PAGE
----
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Personal Story by Alice Vosloo
Alice Vogt (previously Vosloo) update – 10 years later
I submitted my story to this website 10 years ago (see below), 10 months after my first bi-lateral lung transplant. The past decade has been absolutely brilliant, full of new things, sometimes scary and uncertain… a “bonus” decade! My new lungs allowed me to start my first job, take part in the World Transplant Games three times, winning in total 2 gold, 2 silver and a bronze medal for squash and race-walking. I also met my husband (we started dating when I submitted that previous story actually), and we got married in 2010.
Five years after my transplant, I went into chronic rejection. My lung function started dropping, and I received Photopheresis (ECP) treatment for it in Pretoria, which slowed down the rate of deterioration. Three years after that I decided to stop working, after a health-scare. I also started culturing Pseudomonas again. This wasn’t related to my CF necessarily, as Pseudomonas just tends to like “damaged lungs”, regardless of CF. What did make it a lot easier though was that I still didn’t have the CF mucus in the new lungs, so it wasn’t as bad as pre-transplant infections. It did however become just as resistant, and I was back to nebulising with Colistin. I also saw a biokinetesist twice a week, to keep my strength and muscle-tone as decent as possible.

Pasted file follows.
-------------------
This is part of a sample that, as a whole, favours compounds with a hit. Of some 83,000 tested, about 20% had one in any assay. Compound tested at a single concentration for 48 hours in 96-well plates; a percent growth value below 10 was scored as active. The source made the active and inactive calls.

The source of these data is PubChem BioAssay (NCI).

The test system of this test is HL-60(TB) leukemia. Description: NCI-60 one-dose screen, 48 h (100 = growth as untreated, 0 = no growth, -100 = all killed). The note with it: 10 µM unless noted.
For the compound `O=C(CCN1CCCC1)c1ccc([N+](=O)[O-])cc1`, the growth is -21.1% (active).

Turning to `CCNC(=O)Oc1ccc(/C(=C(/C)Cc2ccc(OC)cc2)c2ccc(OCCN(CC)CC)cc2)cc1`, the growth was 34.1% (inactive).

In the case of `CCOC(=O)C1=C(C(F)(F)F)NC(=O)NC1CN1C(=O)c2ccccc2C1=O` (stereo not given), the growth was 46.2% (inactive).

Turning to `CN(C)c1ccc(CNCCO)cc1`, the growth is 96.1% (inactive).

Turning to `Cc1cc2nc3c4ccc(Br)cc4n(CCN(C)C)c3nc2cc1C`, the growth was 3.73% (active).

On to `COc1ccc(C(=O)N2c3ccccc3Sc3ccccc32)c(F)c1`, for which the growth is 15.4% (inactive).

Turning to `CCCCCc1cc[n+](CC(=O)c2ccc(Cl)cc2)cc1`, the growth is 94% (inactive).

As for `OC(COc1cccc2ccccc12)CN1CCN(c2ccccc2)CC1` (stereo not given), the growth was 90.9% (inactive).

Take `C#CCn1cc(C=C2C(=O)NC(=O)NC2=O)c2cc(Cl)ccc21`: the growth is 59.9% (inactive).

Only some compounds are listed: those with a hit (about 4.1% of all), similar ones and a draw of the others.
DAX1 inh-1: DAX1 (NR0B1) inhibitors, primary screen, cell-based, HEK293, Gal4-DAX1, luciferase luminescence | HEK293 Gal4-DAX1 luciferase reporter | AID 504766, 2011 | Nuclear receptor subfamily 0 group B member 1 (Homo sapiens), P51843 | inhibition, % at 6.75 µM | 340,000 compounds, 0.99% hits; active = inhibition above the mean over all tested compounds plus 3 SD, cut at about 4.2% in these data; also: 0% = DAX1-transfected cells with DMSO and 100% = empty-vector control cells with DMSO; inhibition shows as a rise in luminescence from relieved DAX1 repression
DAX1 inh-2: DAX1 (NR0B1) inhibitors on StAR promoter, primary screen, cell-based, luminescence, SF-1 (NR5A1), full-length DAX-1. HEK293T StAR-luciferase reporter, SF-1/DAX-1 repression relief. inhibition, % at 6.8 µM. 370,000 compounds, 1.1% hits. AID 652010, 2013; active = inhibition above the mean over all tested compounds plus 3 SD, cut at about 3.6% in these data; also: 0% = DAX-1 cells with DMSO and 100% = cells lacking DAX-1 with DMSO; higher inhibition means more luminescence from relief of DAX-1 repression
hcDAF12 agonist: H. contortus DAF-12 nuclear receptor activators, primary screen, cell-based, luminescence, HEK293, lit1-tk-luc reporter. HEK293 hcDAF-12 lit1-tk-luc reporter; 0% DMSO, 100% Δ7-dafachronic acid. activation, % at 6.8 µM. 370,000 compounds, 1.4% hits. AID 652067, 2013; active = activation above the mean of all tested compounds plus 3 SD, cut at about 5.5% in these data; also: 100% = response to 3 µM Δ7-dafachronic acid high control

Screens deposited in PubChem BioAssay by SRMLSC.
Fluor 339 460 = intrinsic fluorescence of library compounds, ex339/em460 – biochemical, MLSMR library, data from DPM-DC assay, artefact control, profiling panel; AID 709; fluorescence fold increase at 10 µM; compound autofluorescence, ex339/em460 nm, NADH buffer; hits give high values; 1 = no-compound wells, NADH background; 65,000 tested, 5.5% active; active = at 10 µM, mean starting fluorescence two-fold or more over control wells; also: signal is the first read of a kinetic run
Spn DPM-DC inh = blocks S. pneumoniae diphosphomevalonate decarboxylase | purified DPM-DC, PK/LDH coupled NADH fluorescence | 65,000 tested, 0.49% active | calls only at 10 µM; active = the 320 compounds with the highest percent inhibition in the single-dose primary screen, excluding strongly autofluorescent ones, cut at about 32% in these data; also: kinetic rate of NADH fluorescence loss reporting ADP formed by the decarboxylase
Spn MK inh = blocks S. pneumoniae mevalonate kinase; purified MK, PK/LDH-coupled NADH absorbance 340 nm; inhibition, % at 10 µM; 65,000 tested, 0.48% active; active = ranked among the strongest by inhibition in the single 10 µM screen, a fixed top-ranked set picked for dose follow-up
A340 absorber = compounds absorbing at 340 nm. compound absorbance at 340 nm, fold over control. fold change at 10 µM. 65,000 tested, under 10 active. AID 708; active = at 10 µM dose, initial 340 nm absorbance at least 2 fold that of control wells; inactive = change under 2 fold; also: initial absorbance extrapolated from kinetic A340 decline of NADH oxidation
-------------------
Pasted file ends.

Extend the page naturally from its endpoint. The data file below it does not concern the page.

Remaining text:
As treatment options ran out, my Dr and I started talking about re-transplant. It had never been done successfully in SA yet. However, I was a good candidate for it, as all my other organs, as well as my weight were in decent condition. They weren’t the only two factors taken into account though, and I had to undergo the same tests as during a normal transplant work-up AND MORE. I was also worried about medical aid approving a second transplant, due to the fact that there were barely any prior cases of this for them to refer to. Luckily, they came through for me and was back on the waiting-list!
After a year of waiting, that included one traumatic dry-run. I received the call for lungs towards the end of 2017! 9 Years and 10 months after the first transplant, I became the first person in SA to survive a second bi-lateral lung transplant. My recovery, just as the first time around, went really well, with no complications. I regained strength quicker this time, as a result of my body being fitter and fatter this time around. Six weeks after my transplant I was basically back to living life again.
Today it’s 6 months post the second transplant, and things are going fantastically. My medications are still being changed around every now and then, to find the perfect balance, but I feel wonderful… I’ll be taking part in the National Transplant Games in July again for the first time since 2014. We also have some amazing holidays planned. Making up for lost time!
I’m still blogging, so people can find that at http://livinglifebreathlessly.blogspot.co.za/ Three fellow lung transplant recipients and I started a NPO called “Love Life; Gift Life” in 2016. The aim is to increase the amount of organ transplants taking place in SA.
My name is Alice Vosloo, and I’m 24 years old. I was diagnosed with CF at age 2, and had my first serious lung infection at age 6. However I had a relatively normal and ‘healthy’ childhood. I did culture Burkholderia Cepacia (spelling) once when I was about 11 years old, but thankfully I got rid of it after 2 weeks of IV’s and lots of prayer. For the rest Staph was always my friend and I only needed IV’s every 2 years or so. Like most teens with Cf I tried to hide my disease as much as possible, and did all the things the other kids did, as far as possible (including not always nebulising… and often paying for it later).